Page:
Sometimes, we need to take a step back and look at the bigger picture.

As arborists and tree care professionals, there are so many things that you care about, so many things that are important to you each day.

Your job. Your company. Your customers. Your safety.

But what about the future of arboriculture? Yes, this isn’t a subject that comes across your desk every day.

But that doesn’t mean it doesn’t warrant attention.

This is where the Tree Research and Education Endowment Fund comes into play. The TREE Fund — a 501(c)(3) charity — offers numerous grants and scholarships in support of research, outreach programs and education in the fields of arboriculture and urban forestry. It is the leading non-governmental source of funding for these two fields, and it serves to support scientific discovery and dissemination of new knowledge in both.

To date, the foundation has distributed more than $6 million in the form of scholarships and research grants to students and professionals. Knowledge gained from more than 400 TREE Fund research grants since 1976 directly affects your tree care companies, people’s lives and arborists’ techniques every day.

According to the TREE Fund’s website, its research priorities are as follows:

Root and soil management: Many urban tree problems originate below ground. Promoting root development while protecting roots from injury and conflicts with infrastructure are issues that arborists encounter regularly. Managing roots includes soil management.

Planting and establishment: Survival and vigorous growth of trees after planting are of concern to arborists and the entire green industry. Arborists are increasingly dealing with problems that originate in, or could be avoided by, the planting process.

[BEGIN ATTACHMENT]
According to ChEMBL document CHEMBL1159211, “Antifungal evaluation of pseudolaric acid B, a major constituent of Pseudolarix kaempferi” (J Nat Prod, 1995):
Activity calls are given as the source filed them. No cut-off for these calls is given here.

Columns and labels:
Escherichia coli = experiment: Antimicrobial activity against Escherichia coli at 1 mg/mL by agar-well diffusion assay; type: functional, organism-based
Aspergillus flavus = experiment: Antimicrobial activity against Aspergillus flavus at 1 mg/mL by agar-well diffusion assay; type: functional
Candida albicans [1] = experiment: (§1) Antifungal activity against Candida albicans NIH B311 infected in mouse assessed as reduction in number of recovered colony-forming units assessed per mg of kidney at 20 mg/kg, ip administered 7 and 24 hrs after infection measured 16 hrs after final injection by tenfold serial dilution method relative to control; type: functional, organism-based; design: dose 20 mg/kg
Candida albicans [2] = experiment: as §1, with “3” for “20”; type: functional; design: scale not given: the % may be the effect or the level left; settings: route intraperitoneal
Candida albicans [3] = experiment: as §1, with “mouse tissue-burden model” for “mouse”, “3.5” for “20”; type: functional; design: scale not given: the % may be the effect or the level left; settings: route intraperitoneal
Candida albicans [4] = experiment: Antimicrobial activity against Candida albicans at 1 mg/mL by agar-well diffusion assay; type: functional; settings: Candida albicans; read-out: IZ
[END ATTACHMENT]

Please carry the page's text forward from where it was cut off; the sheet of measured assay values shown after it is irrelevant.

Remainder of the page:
Plant health care: Healthy plants have more effective defense systems and are better able to resist pests. Complete understanding of plant health may lead to new pest control strategies.

Risk assessment and worker safety: Safety is a major concern. It can be a life-or-death issue to tree workers and the public. Detection of defects and knowing how they develop are important. Improved equipment and work practices are needed.

Urban forestry: Urban forestry is the careful care and management of urban forests, i.e., tree populations in urban settings for the purpose of improving the urban environment.

The TREE Fund was established via a merger of the Research Trust of the International Society of Arboriculture and the National Arborist Foundation of the National Arborist Association (now called the Tree Care Industry Association). Organized as a charitable trust in the state of Illinois on July 20, 2002, the roots of the TREE Fund clearly go deep in arboriculture.

To actively contribute to the advancement of the arboriculture industry, please visit the TREE Fund website, where you can make an online donation. You may choose to make a contribution to the general TREE Fund, or you may choose to support a specific program, such as the Safe Arborist Techniques Fund.

Look, we all know that, sometimes, the thought of entrusting our money to a charity makes us feel uneasy. Or we might not think we are in a good financial position to give. Yes, even charities in our industries or ones that affect us directly. That is reality, and we all live in it.

But, I implore you, if you are in a position to give, or if you want to help make even a small difference in your profession—not to mention make a difference for the next generation of arborists and tree care professionals — consider giving to the TREE Fund.

Life makes it hard, sometimes, to see the forest for the trees — but we still need to consider the forest.